11
$\begingroup$

I'm stuck on the following problem:

Let $f_n$ be a sequence of injective analytic functions on the unit disc $D$ such that $f_n$ converges uniformly to $f$ on compact subsets of $D$. Show that $f$ is either injective or constant.

Already $f$ is analytic as an almost uniform limit. If $f'$ is identically zero, then $f$ is constant. Otherwise $f'$ has isolated zeroes. If $c$ is such an isolated zero, then $f_n'$ converges uniformly to $f'$ on a small disc near $c$. By Hurwitz's theorem, for almost all $n$ the functions $f_n'$ should also have a zero in that small disc.

But an analytic function is locally injective at a point if and only if its derivative at the point is nonzero. And injective implies locally injective. So the $f_n'$ shouldn't have any zeros in $D$.

So, we can at least conclude that $f'$ is never zero on $D$. This shows that $f$ is locally injective. Is there an easy way to conclude injectivity from local injectivity here?

$\endgroup$
  • $\begingroup$ Great explanation of your progress so far, by the way! $\endgroup$ – Greg Martin Aug 3 '15 at 22:55
  • 5
    $\begingroup$ Idea: use the argument principle to write down a contour integral that equals the number of times that $f(z)=0$ (and, easy generalization, $f(z)=c$; compare to the analogous contour integrals for the $f_n$. Alternately, use Rouché's theorem for similar contour integrals. $\endgroup$ – Greg Martin Aug 3 '15 at 22:59
  • $\begingroup$ @D_S: note that a holomorphic function $h: D \to D$ that is locally injective is not necessarily injective. if you take $h(z)=e^{-4\pi} e^{4\pi z}$, then $h(D) \subset D$ and $h$ is locally injective, but $h(0)=h(i/2)$. it would be true however if you were to know eg that $f$ is proper $\endgroup$ – Glougloubarbaki Oct 5 '17 at 14:59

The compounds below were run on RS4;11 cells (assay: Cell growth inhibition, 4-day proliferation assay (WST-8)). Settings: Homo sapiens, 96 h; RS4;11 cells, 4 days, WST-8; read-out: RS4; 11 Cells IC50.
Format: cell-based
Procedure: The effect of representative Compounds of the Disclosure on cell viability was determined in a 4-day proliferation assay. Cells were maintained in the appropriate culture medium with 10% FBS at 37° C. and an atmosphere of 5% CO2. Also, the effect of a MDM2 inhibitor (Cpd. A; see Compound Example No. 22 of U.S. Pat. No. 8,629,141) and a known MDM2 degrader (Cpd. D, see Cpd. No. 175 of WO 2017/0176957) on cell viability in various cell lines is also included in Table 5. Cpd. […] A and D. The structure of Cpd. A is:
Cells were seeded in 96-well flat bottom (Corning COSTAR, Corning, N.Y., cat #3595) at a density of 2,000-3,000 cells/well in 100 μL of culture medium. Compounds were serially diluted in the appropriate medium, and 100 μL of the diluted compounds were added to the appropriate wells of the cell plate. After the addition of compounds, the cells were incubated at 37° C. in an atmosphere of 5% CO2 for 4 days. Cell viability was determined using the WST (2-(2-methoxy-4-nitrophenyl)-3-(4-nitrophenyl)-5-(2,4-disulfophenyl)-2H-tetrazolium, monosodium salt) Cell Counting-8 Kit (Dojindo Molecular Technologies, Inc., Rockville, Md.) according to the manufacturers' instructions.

• 2
    $\begingroup$ I don't see an easy way to conclude injectivity from the local injectivity. The only ways I could think of are badly concealed versions of the direct proof of injectivity via Hurwitz's theorem. (Suppose $f$ were neither constant nor injective. Let $f(z_1) = w = f(z_2)$ for $z_1 \neq z_2$. Take two disjoint small disks $D_k$ around $z_k$, such that $f(z) \neq w$ on $\partial D_k$. By Hurwitz, $f_n$ attains the value $w$ in $D_1$ and in $D_2$ for large enough $n$, contradicting the assumed injectivity of $f_n$.) $\endgroup$ – Daniel Fischer Nov 17 '17 at 15:27
  • $\begingroup$ Any reason you did not accept the posted answer? $\endgroup$ – Moishe Kohan Jul 6 at 15:45
1
$\begingroup$

Uniform limit of injective analytic functions is injective, if this limit IS NOT CONSTANT.

Proof. Suppose that $f(z)=a$ at two points $z_1,z_2$. Surround these two points by a Jordan curve $\gamma$ such that $f(z)\neq a$ on $\gamma$. Then according to the argument principle $$\frac{1}{2\pi}\int\frac{f'(z)dz}{f(z)-a}\geq 2.$$ (The right hand side equals to the number of solutions of $f(z)=a$ inside $\gamma$, counting multiplicity). On the other hand, $f_n(z)\neq a$ on $\gamma$ when $n$ is sufficiently large, and the similar integral with $f_n$ instead of $f$ is $\leq 1$, because $f_n$ are injective. But this is a contradiction because $f_n\to f$ uniformly, so integral with $f_n$ must converge to the integral with $f$.

$\endgroup$

Your Answer

By clicking “Post Your Answer”, you agree to our terms of service, privacy policy and cookie policy

Not the answer you're looking for? Browse other questions tagged or ask your own question.